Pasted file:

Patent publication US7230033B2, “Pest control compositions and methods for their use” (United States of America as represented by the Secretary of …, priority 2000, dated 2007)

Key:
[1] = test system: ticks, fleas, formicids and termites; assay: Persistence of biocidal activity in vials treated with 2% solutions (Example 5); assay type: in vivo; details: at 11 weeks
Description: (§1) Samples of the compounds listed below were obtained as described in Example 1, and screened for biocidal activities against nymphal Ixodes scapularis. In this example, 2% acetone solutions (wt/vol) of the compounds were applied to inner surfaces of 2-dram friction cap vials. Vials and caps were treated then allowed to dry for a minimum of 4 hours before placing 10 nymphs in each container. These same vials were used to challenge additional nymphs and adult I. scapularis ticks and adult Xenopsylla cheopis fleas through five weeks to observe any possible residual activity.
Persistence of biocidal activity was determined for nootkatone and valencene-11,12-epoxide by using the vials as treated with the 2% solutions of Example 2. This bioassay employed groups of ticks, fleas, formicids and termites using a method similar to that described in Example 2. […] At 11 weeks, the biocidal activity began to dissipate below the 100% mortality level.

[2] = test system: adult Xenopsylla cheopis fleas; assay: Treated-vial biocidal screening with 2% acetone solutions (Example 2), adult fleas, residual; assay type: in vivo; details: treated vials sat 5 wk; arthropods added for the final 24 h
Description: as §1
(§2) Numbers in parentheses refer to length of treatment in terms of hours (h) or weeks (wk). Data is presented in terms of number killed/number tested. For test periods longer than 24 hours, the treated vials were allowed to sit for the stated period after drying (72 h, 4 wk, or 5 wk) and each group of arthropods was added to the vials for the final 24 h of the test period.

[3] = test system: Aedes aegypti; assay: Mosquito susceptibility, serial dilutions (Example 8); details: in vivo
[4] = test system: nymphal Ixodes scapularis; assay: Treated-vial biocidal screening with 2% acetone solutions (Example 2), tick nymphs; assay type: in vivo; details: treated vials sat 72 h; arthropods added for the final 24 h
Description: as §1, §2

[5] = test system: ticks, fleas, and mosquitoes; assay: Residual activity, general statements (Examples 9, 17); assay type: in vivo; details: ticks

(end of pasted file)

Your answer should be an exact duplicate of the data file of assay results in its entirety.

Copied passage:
Patent publication US7230033B2, “Pest control compositions and methods for their use” (United States of America as represented by the Secretary of …, priority 2000, dated 2007)

Key:
[1] = test system: ticks, fleas, formicids and termites; assay: Persistence of biocidal activity in vials treated with 2% solutions (Example 5); assay type: in vivo; details: at 11 weeks
Description: (§1) Samples of the compounds listed below were obtained as described in Example 1, and screened for biocidal activities against nymphal Ixodes scapularis. In this example, 2% acetone solutions (wt/vol) of the compounds were applied to inner surfaces of 2-dram friction cap vials. Vials and caps were treated then allowed to dry for a minimum of 4 hours before placing 10 nymphs in each container. These same vials were used to challenge additional nymphs and adult I. scapularis ticks and adult Xenopsylla cheopis fleas through five weeks to observe any possible residual activity.
Persistence of biocidal activity was determined for nootkatone and valencene-11,12-epoxide by using the vials as treated with the 2% solutions of Example 2. This bioassay employed groups of ticks, fleas, formicids and termites using a method similar to that described in Example 2. […] At 11 weeks, the biocidal activity began to dissipate below the 100% mortality level.

[2] = test system: adult Xenopsylla cheopis fleas; assay: Treated-vial biocidal screening with 2% acetone solutions (Example 2), adult fleas, residual; assay type: in vivo; details: treated vials sat 5 wk; arthropods added for the final 24 h
Description: as §1
(§2) Numbers in parentheses refer to length of treatment in terms of hours (h) or weeks (wk). Data is presented in terms of number killed/number tested. For test periods longer than 24 hours, the treated vials were allowed to sit for the stated period after drying (72 h, 4 wk, or 5 wk) and each group of arthropods was added to the vials for the final 24 h of the test period.

[3] = test system: Aedes aegypti; assay: Mosquito susceptibility, serial dilutions (Example 8); details: in vivo
[4] = test system: nymphal Ixodes scapularis; assay: Treated-vial biocidal screening with 2% acetone solutions (Example 2), tick nymphs; assay type: in vivo; details: treated vials sat 72 h; arthropods added for the final 24 h
Description: as §1, §2

[5] = test system: ticks, fleas, and mosquitoes; assay: Residual activity, general statements (Examples 9, 17); assay type: in vivo; details: ticks